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Inculcating loyalty in children
Wellington: The Minister of Education stated with reference to recent statements made by him in regard to inculcating patriotism and loyalty in school children, the Department of Education is taking action. Children must be encouraged to love their country and their empire and to this end the Education Department has inserted a new instruction for teachers, under the heading of civics as follows: Instructions in history and civics shall aim at instilling in boys and girls a love for their country and pride in the achievements of the race throughout the Empire. Loyalty should be the dominant note. Lessons should be selected and presented in such a way as to lay stress on the need of sympathetic cooperation, not only on the part of the various dominions within the Empire, but on the part of every section of the community within which we live. The inculcation of patriotism and loyalty to King and country and to lofty ideals readily finds a basis in British history. In this connection lessons of a celebrational character are of the utmost importance. Anniversaries, such as Anzac Day and Empire Day should be devoted to special lessons appropriate to them. In addition, at every celebration and at the beginning or end of each school week the New Zealand flag or Union Jack is to be saluted and the National Anthem sung by teachers and pupils in the presence, where possible, of the whole school. A record of these ceremonies is to be entered in the teacher’s workbook, under the heading of civics, and examined by the inspector.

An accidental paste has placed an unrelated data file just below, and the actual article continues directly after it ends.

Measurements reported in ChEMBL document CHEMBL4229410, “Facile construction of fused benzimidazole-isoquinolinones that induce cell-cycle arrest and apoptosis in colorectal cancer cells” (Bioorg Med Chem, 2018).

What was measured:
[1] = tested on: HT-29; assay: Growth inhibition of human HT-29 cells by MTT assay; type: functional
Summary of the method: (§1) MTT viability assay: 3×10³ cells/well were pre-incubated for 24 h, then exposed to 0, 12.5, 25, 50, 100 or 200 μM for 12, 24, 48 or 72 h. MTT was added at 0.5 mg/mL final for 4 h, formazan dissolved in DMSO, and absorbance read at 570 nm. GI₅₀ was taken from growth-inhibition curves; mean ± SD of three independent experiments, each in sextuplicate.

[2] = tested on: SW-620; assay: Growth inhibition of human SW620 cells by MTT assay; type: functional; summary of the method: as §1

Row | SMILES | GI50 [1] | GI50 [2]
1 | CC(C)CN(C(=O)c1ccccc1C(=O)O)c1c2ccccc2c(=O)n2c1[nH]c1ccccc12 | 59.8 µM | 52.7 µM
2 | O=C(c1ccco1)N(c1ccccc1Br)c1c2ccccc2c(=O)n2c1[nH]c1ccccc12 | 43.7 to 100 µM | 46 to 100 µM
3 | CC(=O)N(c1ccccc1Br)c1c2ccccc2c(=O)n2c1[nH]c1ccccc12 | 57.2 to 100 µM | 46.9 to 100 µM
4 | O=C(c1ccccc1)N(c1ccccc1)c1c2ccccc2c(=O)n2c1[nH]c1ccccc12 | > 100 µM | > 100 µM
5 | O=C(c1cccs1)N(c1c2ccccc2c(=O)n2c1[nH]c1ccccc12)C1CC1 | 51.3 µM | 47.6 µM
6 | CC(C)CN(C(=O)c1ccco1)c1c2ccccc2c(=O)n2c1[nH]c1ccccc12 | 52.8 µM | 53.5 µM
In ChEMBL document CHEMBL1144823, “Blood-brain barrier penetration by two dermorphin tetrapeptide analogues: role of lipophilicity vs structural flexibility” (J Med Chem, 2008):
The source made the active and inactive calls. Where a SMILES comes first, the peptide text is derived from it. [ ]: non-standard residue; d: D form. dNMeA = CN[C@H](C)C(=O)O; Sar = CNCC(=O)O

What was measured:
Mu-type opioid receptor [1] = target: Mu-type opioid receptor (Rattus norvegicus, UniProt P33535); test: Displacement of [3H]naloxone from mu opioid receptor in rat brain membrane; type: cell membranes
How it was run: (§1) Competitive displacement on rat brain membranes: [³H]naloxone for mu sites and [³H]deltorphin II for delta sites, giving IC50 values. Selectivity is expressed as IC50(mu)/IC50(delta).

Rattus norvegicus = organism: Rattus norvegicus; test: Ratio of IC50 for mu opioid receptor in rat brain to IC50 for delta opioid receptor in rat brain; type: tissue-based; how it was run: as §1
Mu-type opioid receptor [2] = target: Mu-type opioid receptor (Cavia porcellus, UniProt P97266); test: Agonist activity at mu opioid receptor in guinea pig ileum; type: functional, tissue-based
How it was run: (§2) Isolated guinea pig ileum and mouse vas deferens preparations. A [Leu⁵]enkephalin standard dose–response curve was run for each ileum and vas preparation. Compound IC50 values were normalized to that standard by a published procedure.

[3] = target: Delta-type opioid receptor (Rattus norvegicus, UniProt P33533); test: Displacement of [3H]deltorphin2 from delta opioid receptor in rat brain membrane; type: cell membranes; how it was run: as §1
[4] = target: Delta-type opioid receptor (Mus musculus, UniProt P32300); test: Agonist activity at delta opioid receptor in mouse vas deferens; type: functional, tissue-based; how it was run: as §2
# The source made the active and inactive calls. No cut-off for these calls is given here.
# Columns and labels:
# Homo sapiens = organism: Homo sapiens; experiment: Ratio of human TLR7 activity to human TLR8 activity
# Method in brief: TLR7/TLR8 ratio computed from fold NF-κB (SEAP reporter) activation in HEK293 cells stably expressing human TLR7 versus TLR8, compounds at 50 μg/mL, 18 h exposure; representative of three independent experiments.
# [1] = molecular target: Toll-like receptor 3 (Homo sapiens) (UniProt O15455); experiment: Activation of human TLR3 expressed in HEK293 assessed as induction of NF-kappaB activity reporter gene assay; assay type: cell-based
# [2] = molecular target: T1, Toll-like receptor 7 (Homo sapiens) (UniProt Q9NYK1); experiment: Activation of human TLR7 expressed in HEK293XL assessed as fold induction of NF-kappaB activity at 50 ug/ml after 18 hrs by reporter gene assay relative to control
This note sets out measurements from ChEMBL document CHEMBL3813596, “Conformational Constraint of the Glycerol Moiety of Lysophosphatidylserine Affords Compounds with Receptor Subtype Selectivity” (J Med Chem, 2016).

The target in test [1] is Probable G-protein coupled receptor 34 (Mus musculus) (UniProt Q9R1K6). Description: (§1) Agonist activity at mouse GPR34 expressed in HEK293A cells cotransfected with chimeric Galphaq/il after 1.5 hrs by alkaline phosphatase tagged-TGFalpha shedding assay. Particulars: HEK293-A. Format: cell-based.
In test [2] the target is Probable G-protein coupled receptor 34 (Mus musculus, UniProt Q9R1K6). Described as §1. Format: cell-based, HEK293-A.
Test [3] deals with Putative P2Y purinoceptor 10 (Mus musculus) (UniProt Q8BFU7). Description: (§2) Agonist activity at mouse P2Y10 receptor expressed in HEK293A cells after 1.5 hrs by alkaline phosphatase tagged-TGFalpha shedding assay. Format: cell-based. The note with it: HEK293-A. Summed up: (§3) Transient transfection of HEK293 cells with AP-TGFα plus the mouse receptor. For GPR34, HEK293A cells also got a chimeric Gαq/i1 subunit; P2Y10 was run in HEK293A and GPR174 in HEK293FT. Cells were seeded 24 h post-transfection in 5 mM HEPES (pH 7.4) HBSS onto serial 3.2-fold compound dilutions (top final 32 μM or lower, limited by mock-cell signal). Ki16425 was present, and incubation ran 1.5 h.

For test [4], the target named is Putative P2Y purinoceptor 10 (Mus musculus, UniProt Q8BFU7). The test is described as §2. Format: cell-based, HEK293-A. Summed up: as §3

Respected businessman’s death
The death is recorded this morning of Mr G.M. Grigg, who came to Dunedin from London in 1877 and has resided in Dunedin ever since. He was an experienced coach blacksmith, and on arrival in New Zealand followed his occupation. He soon commenced business on his own account, at which, owing to his untiring energy, he was more than ordinarily successful. He retired from manufacturing about 15 years ago. At that time he was interested in several large mining concerns, and it was in a great manner due to his foresight and business acumen that many mining ventures in which he was interested turned out successful. He was a resident of Mornington for over 42 years, and was well-known and highly respected by all who came in contact with him, either in business or socially. He was one of the founders of the Foresters’ Lodge in Mornington. He was always willing to put his hand in his pocket for any deserving charity. He leaves a widow and one son, Arthur Grigg, who is on the staff of the Otago EducationBoard. — ODT, 27.5.1921.